President Joe Biden will welcome Korean President Moon Jae-in for an in-person meeting at the White House on May 21 in yet another message to China that the U.S. is serious about maintaining influence in Asia.
The White House announced Moon’s visit Thursday and it will come weeks after Biden’s first visit from a head of state on April 16, Japanese Prime Minister Yoshihide Suga. While Biden has held calls and virtual meetings with Canada and many other allies, he has yet to meet in-person with any Western world leaders. (RELATED: Biden, Japanese PM Suga Announce ‘New Competitive And Reliance Partnership’ To Counter China)
“President Biden looks forward to welcoming Republic of Korea President Moon Jae-in to the White House on May 21, 2021. President Moon’s visit will highlight the ironclad alliance between the United States and the Republic of Korea, and the broad and deep ties between our governments, people, and economies,” White House Press Secretary Jen Psaki said in a statement Thursday night. “President Biden looks forward to working with President Moon to further strengthen our alliance and expand our close cooperation.”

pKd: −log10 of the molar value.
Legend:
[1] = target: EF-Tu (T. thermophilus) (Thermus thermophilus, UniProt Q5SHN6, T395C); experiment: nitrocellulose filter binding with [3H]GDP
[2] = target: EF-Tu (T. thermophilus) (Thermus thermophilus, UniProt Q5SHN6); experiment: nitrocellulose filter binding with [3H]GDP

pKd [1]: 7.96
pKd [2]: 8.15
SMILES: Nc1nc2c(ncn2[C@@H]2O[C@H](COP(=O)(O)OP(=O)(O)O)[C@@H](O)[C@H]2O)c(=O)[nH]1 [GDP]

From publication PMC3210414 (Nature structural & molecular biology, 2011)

Biden and Secretary of State Tony Blinken have signaled that competing with China on the global stage is the top priority for the administration’s foreign policy. Biden has framed the struggle between the U.S. and China as one that will determine whether democracy or autocracy will lead the world into the future.
BIDEN: “I have known Xi Jinping a long time. Allegedly, by the time I left office as Vice President I had spent more time with Xi Jinping than any other world leader…he is a smart, smart guy.” pic.twitter.com/f4bun3MDXQ
— Danny De Urbina (@dannydeurbina) March 25, 2021
Blinken has said the administration’s strategy centers on mobilizing U.S. allies in the region to combat China economically. Biden reinvigorated the Quad alliance soon after gaining office, which includes the U.S., Japan, Australia, and India. While officials have warned that the groups is “not the new NATO,” the group will coordinate economically and militarily to thwart China’s aggression in Asia as well as its human rights abuses in Hong Kong and Xinjiang.
“The more China hears not just our opprobrium, but a chorus of opprobrium from around the world, the better the chance that we’ll get some changes,” Blinken told Congress in March. “It would be very important if China claims that there is nothing going on that it give access to the international community, to the United Nations. If they have nothing to hide, show it to us. Show the world.”